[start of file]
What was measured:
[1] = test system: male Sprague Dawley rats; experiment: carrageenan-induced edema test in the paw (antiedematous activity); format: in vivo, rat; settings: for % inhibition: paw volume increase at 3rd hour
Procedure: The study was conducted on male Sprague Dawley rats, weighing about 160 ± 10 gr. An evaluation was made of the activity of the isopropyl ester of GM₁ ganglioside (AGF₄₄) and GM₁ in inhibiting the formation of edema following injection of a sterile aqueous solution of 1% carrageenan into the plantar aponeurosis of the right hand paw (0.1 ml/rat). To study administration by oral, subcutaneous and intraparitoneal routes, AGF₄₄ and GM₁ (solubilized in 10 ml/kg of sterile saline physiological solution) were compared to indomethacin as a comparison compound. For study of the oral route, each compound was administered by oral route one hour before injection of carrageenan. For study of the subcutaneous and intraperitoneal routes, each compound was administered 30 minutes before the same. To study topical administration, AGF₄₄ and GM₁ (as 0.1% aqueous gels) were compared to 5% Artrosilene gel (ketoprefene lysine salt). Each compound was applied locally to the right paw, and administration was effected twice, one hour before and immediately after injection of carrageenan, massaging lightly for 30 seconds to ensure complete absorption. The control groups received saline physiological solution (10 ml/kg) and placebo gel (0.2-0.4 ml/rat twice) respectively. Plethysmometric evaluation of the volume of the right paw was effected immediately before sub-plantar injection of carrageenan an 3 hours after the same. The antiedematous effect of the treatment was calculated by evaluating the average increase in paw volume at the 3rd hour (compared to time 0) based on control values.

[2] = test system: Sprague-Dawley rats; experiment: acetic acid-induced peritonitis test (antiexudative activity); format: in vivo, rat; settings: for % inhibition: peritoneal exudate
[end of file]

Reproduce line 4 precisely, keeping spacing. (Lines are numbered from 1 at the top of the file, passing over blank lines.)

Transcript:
[2] = test system: Sprague-Dawley rats; experiment: acetic acid-induced peritonitis test (antiexudative activity); format: in vivo, rat; settings: for % inhibition: peritoneal exudate